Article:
Set to make its New York premiere at a festival that I co-curate – the New Voices in Black Cinema Festival, at BAMcinématek in Brooklyn, NY – is “Black Panther Woman” – director Rachel Perkins’ documentary on the little known Brisbane chapter of the Black Panther Party, which was directly inspired by the American Black Panthers.
According to director Rachel Perkins, what began as a straightforward story, recounting the Black Panther Party in Australia, slowly revealed itself as something more. The tensions around the movement and her personal life tightened around Marlene, and finally led to the break up of her relationship with the party’s leader. Marlene filled the vacuum with alcohol and quickly spiralled into a cycle of addiction that left her vulnerable on the streets. Her vulnerability and her belief in the movement made her a target for black men in power. Marlene recalls the incident of her rape, by two Indigenous leaders, after which she made the difficult decision to stay silent. Dedicated to the cause, and distrustful of police, she, like other Aboriginal women facing abuse, chose to stay silent to protect the movement from criticism.
Forty years later, and still struggling with addiction, she looks back on her involvement in the Aboriginal protest movement from her housing commission apartment in the community of Redfern. In the film, she journeys to New York to an international gathering of Black Panthers – a journey that takes her back in time, to her love affair, her time with the Panthers, and the question of the place of women in the movement.
Now a grandmother and no longer afraid, she speaks out about her experiences, breaking a forty year silence, to tell the story of her abuse in the Australian Black protest movement, to overcome her demons today.
5 years in the making, the film, “Black Panther Woman,” presents her attempt to heal herself and her ongoing battle with addiction, and to add her voice to those calling for a halt to the abuse of black women from within their own community.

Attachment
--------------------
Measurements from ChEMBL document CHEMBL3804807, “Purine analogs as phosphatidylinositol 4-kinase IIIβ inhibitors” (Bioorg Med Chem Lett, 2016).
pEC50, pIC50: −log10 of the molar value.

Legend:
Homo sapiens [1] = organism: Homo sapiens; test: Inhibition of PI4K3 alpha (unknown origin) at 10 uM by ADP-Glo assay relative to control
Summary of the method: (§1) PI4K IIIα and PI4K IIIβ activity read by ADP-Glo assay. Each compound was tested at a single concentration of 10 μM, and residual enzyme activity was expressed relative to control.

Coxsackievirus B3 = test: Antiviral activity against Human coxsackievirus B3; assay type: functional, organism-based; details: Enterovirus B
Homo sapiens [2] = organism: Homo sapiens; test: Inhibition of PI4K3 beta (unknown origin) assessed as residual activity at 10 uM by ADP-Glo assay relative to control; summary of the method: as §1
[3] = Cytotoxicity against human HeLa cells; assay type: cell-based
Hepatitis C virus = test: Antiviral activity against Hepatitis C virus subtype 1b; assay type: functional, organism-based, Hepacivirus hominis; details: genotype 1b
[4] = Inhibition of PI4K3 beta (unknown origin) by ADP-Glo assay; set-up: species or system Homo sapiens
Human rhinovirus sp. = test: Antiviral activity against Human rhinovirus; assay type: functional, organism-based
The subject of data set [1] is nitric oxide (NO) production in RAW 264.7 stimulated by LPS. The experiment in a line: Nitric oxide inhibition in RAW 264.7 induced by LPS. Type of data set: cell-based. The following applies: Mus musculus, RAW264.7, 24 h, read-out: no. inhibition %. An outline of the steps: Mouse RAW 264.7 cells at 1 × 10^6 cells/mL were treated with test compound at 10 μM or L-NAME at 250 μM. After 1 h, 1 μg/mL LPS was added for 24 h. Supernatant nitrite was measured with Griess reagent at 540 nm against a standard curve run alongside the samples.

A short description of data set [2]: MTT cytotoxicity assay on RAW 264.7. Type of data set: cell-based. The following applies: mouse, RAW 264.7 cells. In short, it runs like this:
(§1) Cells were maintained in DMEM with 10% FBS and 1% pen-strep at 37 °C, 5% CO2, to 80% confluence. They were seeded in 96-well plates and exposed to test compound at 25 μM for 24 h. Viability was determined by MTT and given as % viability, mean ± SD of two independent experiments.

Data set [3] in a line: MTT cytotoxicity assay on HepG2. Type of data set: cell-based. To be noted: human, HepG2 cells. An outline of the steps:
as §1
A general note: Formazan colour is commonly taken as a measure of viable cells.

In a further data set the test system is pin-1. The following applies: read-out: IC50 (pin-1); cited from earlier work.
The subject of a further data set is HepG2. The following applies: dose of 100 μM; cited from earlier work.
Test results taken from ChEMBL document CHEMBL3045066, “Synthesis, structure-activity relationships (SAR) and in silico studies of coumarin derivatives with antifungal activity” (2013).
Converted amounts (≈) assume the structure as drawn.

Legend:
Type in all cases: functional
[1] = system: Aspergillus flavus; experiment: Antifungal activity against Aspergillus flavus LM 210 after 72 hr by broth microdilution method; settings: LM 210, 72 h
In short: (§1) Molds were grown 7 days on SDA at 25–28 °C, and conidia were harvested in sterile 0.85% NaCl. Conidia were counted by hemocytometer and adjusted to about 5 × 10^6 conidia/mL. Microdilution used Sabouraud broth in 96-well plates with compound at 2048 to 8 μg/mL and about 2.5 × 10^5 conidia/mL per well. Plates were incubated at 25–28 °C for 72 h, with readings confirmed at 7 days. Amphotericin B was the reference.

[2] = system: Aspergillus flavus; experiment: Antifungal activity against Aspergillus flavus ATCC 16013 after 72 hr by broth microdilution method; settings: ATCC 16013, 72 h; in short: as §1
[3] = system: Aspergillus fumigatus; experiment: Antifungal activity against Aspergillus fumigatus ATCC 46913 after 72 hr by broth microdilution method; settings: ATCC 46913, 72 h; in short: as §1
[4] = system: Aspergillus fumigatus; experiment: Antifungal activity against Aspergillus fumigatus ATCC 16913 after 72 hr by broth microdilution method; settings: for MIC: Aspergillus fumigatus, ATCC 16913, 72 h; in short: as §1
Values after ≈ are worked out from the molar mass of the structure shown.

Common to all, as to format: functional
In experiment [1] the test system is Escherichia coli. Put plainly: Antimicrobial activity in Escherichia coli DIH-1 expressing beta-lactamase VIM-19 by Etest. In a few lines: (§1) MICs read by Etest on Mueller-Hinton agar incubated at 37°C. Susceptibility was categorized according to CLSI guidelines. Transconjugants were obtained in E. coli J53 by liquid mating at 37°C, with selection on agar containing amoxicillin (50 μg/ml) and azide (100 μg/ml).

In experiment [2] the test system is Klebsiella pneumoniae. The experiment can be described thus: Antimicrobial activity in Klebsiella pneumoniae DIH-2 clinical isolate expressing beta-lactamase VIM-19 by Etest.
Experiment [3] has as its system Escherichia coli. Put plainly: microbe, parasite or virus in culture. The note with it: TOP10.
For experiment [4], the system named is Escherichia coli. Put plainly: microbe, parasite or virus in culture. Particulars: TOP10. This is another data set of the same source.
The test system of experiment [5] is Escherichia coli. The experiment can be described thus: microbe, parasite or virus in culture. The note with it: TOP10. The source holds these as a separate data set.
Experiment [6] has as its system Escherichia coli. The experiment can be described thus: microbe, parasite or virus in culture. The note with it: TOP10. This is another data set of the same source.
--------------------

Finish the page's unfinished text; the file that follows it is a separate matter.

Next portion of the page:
Director Rachel Perkins, who is an Australian of Aboriginal heritage, founded Australia’s premier Indigenous production company, Blackfella Films in 1992, and has contributed extensively to the development of Indigenous filmmakers in Australia and, more broadly, to the Australian film and television industry.
She says that, this film, like all the films she’s worked on to date, is intended for an Aboriginal audience first, adding that the premise of it is, of course, relevant for all: “To have a fair and just society, we must have leadership with integrity,” she states.
Marlene Cummins is currently a blues singer/songwriter in Australia, after studying as a blues saxophonist and songwriter at the Berklee College of Music in Boston in the mid-1990’s. In addition to her musical talent, she has been a regular broadcaster on Koori Radio for years, with her renowned blues show, “Marloo’s Blues.”
If you’re in New York City this weekend, do yourself a favor and go see the film at the New Voices in Black Cinema Festival, which runs from Mar 26-Mar 29, 2015. “Black Panther Woman” will screen on Sunday, March 29, 2015 9:30pm. It’s only about an hour long, so while it’s a later start, you’ll be out of there by 10:30, newly nourished and ready to take on the work week the next day!
To buy tickets, visit http://www.bam.org/film/2015/black-panther-woman.
Check out a short clip below: